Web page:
On the other hand, if you’re planning on sailing on the open ocean during the night, or even if you’re making a journey across it, your boat would ideally be bigger. Not just because smaller boats are at greater risk in open waters, but also because a trip like that would be much longer. You’d need to have a decent amount of storage space to be able to get by.

Autopilot and Downtime

If you’re going to be sailing for a long time in areas where anchoring is not possible, you’d want a boat capable of managing its own navigation for longer periods. Many boats nowadays are equipped to do this, but not all of them can handle it well when left on autopilot.

In fact, when it comes to stability, larger sailboats are the better choice since they can navigate better when you leave them on autopilot. While handling the boat on your own is fun, especially when you start out, your boat should still be able to navigate itself when necessary to save you a lot of trouble.

Larger boats also come with in-built systems, which cut down on how many adjustments you need to make your sailing trip more efficient and safer. Not to say that smaller boats have no self-navigational capabilities, but they are significantly less than larger ones.


If you’re sailing on your own, ideally, you’d want to get to your destination as fast as possible before bad weather has a chance to set in. Therefore, if you’re on your own, you also want your boat to have a good speed. In general, longer boats tend to be faster and smoother to sail.

Both of these characteristics are important – you don’t want a fast boat that pitches a lot, and you also don’t want a very slow boat that sails smoothly. You’d find smaller boats are more difficult to manage if speed is your priority, but if you do need to use a small boat, it’s best to go with a longer one.

In fact, racing sailboats are often light and small, meant for faster speeds. However, these boats are not designed to sail in open waters and have very little storage space.

As a rule, a longer boat will sail faster, but speed should not be your only concern on an open-waters sailing trip, so a medium-sized boat is generally your best option.

The Anchor

Another factor to keep in mind is the anchor. If your anchor isn’t big and strong enough to keep your sailboat safe during a storm, you should definitely get one that is. However, at the same time, since you’d be sailing alone, another aspect to consider is whether or not you’d be able to bring the anchor back on deck on your own.

Knowing what size anchor can keep you safe while still being manageable enough for you to handle on your own can help you figure out what size sailboat you want to go with.

Sailboat Configurations

The maneuverability of your boat is another major consideration to make. What happens if you’re stuck in a storm and need to maneuver your sailboat to safety? Or perhaps if you have to get it to the docks when there are very strong winds? If your boat is too big for you to maneuver on your own, it’s definitely too big for you to head out with on your own.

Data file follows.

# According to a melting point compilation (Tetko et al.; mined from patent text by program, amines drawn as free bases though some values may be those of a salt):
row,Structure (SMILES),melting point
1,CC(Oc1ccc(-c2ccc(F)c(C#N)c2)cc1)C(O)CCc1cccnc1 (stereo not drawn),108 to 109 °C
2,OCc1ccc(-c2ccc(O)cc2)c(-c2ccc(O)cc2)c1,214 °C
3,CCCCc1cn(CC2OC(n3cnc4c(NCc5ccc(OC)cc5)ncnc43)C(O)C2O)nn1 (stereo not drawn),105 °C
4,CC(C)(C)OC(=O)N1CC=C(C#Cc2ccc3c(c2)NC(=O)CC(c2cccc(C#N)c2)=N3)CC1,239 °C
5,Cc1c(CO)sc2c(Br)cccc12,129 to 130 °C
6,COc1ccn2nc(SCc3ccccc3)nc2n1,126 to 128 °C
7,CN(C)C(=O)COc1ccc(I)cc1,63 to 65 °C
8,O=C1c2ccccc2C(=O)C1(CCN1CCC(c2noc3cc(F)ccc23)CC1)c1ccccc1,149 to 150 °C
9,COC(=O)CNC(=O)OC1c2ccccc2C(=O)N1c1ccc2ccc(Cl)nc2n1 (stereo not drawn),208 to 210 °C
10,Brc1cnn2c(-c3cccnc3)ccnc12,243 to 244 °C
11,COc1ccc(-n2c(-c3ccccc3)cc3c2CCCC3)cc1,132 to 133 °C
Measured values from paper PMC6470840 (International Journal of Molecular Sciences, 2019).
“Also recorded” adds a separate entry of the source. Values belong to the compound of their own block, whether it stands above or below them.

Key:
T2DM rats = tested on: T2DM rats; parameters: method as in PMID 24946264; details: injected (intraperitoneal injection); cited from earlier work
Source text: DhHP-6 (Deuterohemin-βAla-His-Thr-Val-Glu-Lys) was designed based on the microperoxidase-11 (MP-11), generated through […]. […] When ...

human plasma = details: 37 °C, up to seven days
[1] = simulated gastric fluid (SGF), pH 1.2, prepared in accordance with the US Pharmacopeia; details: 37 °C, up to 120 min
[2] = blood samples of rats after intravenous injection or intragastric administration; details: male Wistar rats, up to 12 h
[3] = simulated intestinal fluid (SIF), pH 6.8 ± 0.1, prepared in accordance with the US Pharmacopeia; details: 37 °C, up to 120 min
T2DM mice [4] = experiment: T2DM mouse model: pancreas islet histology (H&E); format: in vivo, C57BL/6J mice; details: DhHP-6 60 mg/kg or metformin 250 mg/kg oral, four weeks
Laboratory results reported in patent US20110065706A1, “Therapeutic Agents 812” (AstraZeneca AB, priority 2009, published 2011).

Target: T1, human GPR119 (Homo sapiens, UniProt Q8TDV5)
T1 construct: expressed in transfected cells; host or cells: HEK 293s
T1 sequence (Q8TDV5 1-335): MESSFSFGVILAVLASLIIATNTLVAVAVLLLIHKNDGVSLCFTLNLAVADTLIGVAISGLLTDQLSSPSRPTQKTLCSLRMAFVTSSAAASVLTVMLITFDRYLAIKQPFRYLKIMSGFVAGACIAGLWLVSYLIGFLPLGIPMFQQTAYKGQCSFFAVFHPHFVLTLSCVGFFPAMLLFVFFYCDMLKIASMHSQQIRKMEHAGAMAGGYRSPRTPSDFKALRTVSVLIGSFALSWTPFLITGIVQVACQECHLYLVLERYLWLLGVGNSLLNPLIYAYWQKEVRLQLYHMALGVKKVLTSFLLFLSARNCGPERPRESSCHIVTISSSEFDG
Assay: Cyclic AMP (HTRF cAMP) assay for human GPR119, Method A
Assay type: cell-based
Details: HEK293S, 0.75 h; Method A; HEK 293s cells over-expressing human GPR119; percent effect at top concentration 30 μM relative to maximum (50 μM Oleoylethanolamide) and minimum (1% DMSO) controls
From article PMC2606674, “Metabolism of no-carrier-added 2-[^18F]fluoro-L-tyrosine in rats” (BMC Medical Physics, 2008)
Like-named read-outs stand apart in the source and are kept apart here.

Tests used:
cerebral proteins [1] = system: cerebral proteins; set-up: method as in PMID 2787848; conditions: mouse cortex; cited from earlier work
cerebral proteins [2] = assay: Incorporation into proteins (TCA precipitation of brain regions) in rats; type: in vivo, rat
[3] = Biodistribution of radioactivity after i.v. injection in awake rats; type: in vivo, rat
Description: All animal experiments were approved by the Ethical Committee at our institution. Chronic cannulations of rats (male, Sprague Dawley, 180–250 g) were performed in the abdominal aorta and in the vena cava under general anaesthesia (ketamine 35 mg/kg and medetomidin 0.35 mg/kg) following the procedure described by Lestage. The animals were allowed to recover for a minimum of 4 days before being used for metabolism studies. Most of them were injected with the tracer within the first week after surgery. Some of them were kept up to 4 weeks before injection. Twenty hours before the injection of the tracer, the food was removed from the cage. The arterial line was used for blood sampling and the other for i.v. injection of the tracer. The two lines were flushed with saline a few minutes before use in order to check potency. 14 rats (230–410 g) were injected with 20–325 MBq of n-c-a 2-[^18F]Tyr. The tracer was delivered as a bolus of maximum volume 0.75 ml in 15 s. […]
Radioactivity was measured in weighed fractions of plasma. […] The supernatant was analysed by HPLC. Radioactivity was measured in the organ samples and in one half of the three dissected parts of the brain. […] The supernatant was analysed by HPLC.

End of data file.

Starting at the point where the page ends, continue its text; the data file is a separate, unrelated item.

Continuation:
You want a boat that can do all the maneuvering single-handedly and help you decide on the right size for your boat.

Boat Hardware

If you haven’t considered the hardware of your sailboat for a solo trip, now’s the time to do it. Most manufacturers now produce very affordable hardware which can make a solo trip very easy, but for that, you’d have first to make sure that your boat does come equipped with it. Many technologies that were initially used only for racing boats are now being used in your average sailboat as well.

Plenty of boats come with helpful systems like autopilots and navigation or even wind instruments that make your solo trip much safer and easier. If your boat is not up to the mark in terms of hardware, you should consider getting one that is.

Sometimes this will mean a bigger boat or a smaller one, but when deciding on what boat is right for you, you want to opt for one that makes sure you have all the necessities in place, with some extra features depending on your priorities.


If you’re heading out on any trip alone, be that sailing or anything else, safety should be one of your top priorities. Being without a crew that can help during unexpected circumstances means that you are always at a greater risk on water.

This is why the right sized boat for you is one that can sail well in rougher waters, can handle all your food and water storage with spares, and also has all the safety equipment in place to keep you from falling into any sort of trouble when you’re out at sea. Some boats also come with safety devices you can use even in calm waters. It’s always better to be safe than sorry!

On top of that, your boat should also have the right communication abilities, such as wi-fi, satellite phones, or radio signals. Smaller boats sometimes do not have these, so make sure that whatever size boat you go for has adequate communicative technology.

At the end of the day, the size of your boat will depend on what kind of sailing trip you want to have. Keeping in mind all the above and the fact that the best balance for a solo sailor is a boat between 35 to 45 feet, you can easily pick out a boat for yourself! Happy searching!